Education for Ladies, 1830-1860: Ideas on Education in Magazines for Women

Education for Ladies, 1830-1860: Ideas on Education in Magazines for Women

Education for Ladies, 1830-1860: Ideas on Education in Magazines for Women

Education for Ladies, 1830-1860: Ideas on Education in Magazines for Women

Excerpt

To seek ideas on education in the magazines for ladies of a century ago may at first seem absurd. Yet tucked away among love stories, "poems" reeking with sentimentality, "cards" of advertisement, news items, "receipts," and book reviews are descriptions of schools, comments on curricula, discussions of the aims of education, and pertinent remarks upon that much debated question of whether woman had a mind capable of thought. In fact, through advertisements, schools for young ladies and at times for young gentlemen were presented to their mothers. Every editor "clipped" or "copied" news and comments about developments in education. Discussions of the aims of education were popular alike both for "fillers" and for editorials. Phases of education were celebrated in poetry. A teacher was even a suitable heroine. The "sphere" of woman and the "proper" education for it provided springboards for innumerable discussions. Education was a vital topic in the magazines for ladies. Mrs. Stephens' Illustrated Monthly Magazine was the only mid-nineteenth century ladies' magazine that has been found which did not present ideas on education to its readers. Because education loomed importantly in the magazines for ladies of a century ago, this study has been made.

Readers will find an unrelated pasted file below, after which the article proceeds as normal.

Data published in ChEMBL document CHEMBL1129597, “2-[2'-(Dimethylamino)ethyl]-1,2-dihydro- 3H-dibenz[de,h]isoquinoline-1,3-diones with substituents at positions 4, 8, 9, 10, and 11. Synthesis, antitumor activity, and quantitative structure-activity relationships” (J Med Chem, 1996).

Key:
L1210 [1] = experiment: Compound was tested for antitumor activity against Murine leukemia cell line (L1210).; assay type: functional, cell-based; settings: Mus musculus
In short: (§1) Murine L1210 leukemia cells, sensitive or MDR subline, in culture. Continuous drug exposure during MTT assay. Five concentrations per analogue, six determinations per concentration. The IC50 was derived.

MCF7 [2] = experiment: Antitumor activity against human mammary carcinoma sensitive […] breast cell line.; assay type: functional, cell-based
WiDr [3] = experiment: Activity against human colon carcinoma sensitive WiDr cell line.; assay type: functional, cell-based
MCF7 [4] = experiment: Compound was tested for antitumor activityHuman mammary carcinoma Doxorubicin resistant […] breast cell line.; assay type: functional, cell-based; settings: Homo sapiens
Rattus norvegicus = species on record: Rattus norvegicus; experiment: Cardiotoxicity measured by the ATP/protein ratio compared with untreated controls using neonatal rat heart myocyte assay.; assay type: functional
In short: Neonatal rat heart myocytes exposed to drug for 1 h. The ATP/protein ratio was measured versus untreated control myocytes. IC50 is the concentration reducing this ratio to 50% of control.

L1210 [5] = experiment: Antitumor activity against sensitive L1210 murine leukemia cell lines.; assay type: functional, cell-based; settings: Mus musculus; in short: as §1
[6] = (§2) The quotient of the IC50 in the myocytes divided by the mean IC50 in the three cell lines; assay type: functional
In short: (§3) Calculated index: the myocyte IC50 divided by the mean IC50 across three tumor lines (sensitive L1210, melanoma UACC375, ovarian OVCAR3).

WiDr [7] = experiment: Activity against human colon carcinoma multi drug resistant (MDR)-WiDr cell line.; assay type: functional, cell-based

In some respects, this study has grown circuitously. At first the plan was to use "education" in the larger sense, the sense in which the editors themselves used it, when they referred to their magazines as "educational projects." The editors, however, presented ideas on such a multiplicity of subjects that it soon became apparent that so broad a conception of the meaning of "education" would result in a social history of the period. Consequently education was limited to a professional usage.

As the connotation of education was narrowed, so the conception . . .

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